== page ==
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A novel technique for computing the minimum reflux for multi-component conventional columns as well as complex configurations has been developed. The technique is a short cut, geometrical, non-iterative method. It predicts how the minimum reflux solution and hence the profile orientation is related to the feed-component distribution for all possible operating conditions and any number of components. The technique makes use of Column Profile Maps and the eigenvectors of the Jacobian matrix of the separation vector evaluated at the feed condition. An integral part of the method is the development of the feasible regions in composition space that restrict our choice of the product specification. The Column Profile Map-Eigenvector technique has shown to produce results exactly equivalent to those as predicted by the Underwood method.
To demonstrate the Column Profile Map-Eigenvector technique to complex configurations the method is employed in the detailed design of the Petlyuk Column. Although the overall column minimum reflux calculation is not shown, the application of the Column Profile Map-Eigenvector technique is utilised to determine the complete feasible operating region. The feasible column parameter region derived from the CPM-E technique is shown to encompass five flow patterns for the Petlyuk column derived from the Column Profile Map techniques.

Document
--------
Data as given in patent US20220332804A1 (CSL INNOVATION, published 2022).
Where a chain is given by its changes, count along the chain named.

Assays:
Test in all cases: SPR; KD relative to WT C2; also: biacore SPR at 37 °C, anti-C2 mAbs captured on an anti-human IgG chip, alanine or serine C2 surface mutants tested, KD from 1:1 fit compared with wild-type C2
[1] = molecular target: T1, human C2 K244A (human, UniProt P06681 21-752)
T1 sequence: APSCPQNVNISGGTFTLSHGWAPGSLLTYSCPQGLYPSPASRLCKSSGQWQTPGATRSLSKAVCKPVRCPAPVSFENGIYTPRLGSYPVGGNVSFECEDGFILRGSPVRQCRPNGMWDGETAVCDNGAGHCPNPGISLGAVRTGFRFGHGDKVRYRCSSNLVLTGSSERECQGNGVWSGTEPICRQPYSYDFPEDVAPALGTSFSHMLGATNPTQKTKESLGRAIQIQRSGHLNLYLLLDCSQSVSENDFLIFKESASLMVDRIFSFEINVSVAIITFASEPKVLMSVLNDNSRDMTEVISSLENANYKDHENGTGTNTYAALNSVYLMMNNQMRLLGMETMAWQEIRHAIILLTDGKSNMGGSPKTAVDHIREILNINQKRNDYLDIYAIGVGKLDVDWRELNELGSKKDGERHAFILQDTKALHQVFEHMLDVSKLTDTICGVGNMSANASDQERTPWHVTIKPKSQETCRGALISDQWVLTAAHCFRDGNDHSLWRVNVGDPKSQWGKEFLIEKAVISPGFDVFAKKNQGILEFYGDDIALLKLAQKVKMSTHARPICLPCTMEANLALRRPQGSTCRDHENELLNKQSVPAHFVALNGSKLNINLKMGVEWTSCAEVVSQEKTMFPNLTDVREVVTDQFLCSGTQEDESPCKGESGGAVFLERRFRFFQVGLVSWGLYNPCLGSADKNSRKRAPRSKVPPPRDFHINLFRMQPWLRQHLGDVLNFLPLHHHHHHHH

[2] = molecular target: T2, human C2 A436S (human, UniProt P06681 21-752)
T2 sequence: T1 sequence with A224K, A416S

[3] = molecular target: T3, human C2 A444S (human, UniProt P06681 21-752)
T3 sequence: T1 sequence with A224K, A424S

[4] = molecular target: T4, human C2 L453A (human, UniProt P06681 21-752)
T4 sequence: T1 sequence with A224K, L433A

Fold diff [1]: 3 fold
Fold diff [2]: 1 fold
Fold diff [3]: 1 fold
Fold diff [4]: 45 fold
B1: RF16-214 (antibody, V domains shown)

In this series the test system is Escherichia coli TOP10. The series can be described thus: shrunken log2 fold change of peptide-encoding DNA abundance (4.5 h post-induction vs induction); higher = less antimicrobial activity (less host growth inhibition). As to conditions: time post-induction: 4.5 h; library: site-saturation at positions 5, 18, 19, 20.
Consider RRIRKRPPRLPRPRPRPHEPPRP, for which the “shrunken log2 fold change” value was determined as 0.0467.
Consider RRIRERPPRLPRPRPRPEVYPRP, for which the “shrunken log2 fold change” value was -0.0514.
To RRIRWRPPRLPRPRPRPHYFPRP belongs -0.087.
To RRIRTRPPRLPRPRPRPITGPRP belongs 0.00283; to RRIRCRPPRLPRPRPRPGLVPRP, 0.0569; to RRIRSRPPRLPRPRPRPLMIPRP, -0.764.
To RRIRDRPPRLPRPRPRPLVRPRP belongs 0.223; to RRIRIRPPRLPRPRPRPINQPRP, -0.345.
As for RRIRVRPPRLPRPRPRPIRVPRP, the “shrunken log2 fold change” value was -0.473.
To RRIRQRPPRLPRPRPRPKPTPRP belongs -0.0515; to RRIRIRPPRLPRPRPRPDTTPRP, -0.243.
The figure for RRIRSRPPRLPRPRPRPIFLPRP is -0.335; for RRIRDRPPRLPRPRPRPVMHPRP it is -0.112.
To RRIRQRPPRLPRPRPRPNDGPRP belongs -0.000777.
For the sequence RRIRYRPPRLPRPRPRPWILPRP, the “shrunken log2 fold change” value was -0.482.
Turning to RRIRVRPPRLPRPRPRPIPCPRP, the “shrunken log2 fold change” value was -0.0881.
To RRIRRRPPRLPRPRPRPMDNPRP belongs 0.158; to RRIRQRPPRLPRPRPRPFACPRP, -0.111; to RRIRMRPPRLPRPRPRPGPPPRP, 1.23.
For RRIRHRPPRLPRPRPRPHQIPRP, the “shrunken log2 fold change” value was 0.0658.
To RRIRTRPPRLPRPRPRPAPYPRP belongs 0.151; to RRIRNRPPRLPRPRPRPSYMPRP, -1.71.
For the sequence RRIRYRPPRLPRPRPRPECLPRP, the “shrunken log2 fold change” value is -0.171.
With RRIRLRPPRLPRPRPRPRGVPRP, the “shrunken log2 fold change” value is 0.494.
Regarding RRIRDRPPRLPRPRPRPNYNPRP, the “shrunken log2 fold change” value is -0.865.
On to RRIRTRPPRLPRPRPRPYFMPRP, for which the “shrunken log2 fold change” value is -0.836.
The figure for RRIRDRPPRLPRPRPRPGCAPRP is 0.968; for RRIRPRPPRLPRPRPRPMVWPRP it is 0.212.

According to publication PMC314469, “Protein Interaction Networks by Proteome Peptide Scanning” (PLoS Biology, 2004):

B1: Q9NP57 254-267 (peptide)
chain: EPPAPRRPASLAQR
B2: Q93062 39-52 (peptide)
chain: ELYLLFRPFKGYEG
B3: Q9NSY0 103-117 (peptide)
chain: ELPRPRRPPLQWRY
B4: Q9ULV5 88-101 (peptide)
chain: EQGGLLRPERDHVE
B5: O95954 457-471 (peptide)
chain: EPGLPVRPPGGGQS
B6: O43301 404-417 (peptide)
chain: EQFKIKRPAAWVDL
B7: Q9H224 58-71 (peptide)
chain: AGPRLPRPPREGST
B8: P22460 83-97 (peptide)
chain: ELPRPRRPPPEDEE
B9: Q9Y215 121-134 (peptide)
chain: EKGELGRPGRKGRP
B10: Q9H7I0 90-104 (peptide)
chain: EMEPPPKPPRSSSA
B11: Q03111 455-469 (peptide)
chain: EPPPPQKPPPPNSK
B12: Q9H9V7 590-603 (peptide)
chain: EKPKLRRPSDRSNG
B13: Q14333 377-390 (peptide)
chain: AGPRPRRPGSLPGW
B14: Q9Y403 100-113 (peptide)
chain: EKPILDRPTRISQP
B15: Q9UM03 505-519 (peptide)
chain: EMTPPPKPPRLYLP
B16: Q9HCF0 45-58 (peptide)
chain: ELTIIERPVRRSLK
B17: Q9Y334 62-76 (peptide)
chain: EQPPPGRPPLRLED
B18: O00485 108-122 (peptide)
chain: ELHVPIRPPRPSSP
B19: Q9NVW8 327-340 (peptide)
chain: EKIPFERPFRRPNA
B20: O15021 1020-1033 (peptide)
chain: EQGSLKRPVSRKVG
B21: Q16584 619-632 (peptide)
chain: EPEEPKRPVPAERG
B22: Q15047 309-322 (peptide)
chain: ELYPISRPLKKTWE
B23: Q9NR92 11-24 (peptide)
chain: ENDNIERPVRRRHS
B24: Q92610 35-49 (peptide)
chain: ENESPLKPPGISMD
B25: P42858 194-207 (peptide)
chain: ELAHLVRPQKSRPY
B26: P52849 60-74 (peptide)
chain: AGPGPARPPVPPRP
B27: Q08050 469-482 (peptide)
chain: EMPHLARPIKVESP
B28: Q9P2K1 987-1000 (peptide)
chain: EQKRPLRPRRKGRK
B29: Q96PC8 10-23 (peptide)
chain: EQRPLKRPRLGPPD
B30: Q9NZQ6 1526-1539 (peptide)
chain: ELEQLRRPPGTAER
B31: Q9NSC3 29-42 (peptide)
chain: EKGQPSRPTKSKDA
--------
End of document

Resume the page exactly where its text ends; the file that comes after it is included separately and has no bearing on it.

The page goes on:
In order to exhibit the value of the Column Profile Map techniques developed by Tapp et al. (2004) to higher order systems, the design methods are applied to the fully thermally coupled Kaibel column under sharp split conditions. From the results of the topological analysis, it is shown that, for set product specifications, when dealing with ideal systems (constant relative volatilities), there is only one set of feasible operating parameters. The line of solutions for feasible profile
intersection is then sectioned and the CPM-E technique is applied to the quaternary configuration that produces all feasible operating parameters.
The Column Profile Map technique has also been applied to the design of a variety of quaternary feeds for sets of columns consisting of a main column with various combinations of side rectifiers and strippers. The graphical nature of the technique allows one to easily assess feasible designs for systems with less than five components, but is shown to algebraically extend to higher order systems. The minimum vapour requirements of the various coupled side unit systems are compared using the Column Profile Map-Eigenvector technique.